What does it take to make money from online video advertising these days? That was the topic of a second-day panel at the Streaming Media West conference, which concluded yesterday in Los Angeles. Four panelists with experience that goes way beyond pre-rolls met to discuss what advertising formats are getting results.
“How users are consuming content is changing rapidly because of social media, and you just have to be there,” said Mark Marvel, the senior director of video monetization for MSNBC.com. Viewers, especially younger ones, are now used to embedding videos on their Facebook pages or other sites. That presents a challenge for advertisers.
The young don’t care where they get content, as long as it’s free, asserted Chris Ficarra, the senior vice president of marketing for MTV Networks. Ads need to be able to travel with videos, he said.
Many on the panel had experience creating online video ad packages that delivered a more immersive experience for the viewer, garnering better response rates for advertisers. Ficarra spoke about creating packages around MTV events such as the music video awards, which offered unique elements including exclusive content, a backstage look, polls, and chat.
“By creating these lean-forward experiences for our fans, we can bring our partners into that,” said Ficarra. He added that MTV Networks was always testing out new models and that the company was able to charge a premium for delivering immersive experiences.
The panelists also agreed that no one model works for every site. Pre-roll, viewed as the most effective video advertising, can burn out if the same ad is used repeatedly. Marvel said that it was often more successful to use a series of ads sequentially, to avoid playing the same one over and over, or to combine pre-roll with another type of advertising.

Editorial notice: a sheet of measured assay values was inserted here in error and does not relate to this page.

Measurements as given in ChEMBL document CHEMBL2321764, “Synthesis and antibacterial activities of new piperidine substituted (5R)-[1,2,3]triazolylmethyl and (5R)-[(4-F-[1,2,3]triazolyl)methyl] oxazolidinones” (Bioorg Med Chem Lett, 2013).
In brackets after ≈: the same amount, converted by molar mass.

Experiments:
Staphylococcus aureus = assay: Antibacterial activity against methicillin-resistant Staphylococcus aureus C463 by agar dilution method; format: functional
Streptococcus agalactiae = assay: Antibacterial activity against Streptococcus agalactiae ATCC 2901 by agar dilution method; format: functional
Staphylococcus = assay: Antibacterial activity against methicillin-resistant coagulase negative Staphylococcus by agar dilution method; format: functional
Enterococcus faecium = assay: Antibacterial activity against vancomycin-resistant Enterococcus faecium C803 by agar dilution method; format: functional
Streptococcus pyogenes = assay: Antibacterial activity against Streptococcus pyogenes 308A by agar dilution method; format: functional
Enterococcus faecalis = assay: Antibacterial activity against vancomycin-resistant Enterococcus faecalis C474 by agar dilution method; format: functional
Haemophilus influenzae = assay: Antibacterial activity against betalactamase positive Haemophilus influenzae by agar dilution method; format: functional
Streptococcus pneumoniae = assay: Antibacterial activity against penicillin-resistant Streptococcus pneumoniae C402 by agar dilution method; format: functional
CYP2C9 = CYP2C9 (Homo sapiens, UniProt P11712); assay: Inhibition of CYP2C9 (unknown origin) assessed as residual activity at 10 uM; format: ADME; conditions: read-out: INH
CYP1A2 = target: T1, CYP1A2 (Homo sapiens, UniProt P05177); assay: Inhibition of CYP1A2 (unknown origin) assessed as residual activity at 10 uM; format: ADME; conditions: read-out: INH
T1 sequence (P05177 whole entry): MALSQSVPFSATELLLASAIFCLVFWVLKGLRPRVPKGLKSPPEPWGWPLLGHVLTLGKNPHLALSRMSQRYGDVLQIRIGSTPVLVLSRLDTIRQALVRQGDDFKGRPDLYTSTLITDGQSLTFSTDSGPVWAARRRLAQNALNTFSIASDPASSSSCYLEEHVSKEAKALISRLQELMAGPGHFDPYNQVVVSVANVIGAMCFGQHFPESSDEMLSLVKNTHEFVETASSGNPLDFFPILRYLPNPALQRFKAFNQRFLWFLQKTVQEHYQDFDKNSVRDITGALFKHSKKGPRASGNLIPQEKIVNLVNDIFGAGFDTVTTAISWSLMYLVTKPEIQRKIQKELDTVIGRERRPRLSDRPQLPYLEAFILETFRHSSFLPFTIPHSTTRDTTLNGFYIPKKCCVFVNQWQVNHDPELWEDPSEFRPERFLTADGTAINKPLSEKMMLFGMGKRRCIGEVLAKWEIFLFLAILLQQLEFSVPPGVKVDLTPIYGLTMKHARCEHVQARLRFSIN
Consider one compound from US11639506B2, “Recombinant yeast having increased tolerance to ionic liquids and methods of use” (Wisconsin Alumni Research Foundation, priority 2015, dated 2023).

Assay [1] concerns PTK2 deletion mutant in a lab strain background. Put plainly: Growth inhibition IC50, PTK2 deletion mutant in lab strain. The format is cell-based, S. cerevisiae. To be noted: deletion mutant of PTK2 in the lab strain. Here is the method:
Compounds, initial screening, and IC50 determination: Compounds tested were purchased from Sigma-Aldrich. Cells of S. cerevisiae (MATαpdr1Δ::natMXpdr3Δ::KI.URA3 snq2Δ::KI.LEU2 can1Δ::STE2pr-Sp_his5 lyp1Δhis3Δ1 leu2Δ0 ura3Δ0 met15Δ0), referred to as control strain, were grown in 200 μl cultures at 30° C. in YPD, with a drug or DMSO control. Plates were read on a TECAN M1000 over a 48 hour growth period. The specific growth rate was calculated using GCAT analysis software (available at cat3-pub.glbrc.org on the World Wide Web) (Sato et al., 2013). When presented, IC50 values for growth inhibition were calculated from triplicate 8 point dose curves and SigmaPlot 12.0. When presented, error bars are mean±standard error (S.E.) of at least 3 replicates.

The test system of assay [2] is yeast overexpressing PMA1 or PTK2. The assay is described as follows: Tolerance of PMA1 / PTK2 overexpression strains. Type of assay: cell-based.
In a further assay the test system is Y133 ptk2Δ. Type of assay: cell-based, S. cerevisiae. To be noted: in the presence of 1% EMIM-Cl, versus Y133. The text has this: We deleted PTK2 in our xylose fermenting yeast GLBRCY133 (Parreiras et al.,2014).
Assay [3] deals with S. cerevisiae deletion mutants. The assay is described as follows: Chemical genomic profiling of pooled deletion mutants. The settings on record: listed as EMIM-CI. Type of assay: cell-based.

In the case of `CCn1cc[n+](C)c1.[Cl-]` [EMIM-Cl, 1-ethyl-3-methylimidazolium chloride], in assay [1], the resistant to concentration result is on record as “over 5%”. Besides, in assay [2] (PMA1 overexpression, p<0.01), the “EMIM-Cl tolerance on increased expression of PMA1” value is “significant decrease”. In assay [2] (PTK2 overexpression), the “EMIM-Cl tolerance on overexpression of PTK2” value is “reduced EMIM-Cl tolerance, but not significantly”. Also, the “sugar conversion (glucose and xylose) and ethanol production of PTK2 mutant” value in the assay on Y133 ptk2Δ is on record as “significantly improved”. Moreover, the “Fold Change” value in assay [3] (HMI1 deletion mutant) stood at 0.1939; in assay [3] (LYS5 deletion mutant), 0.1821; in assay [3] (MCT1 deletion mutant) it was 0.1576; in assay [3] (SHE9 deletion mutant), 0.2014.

For long form content especially, Brad Murphy, the chief revenue officer for Revision3, said that it was smarter to optimize the advertising for the viewing experience—the device being used and the screen size—than for the type of content.
As no one model is dominating the online video advertising market, Ketan Babaria, the senior product manager for PayPal, advocated testing different solutions. “Publishers need to find what works best for their customers,” he said.
Babaria mentioned offering subscriptions or one-time payments as possible monetization options, something that PayPal enables, and recommended making the purchase procedure as simple as possible. He also suggested continuing testing even after deciding on a monetization approach, as trends can change.
The panelists agreed on the need for advertising standardization, something that will help the still young industry grow and compete for advertising dollars with television.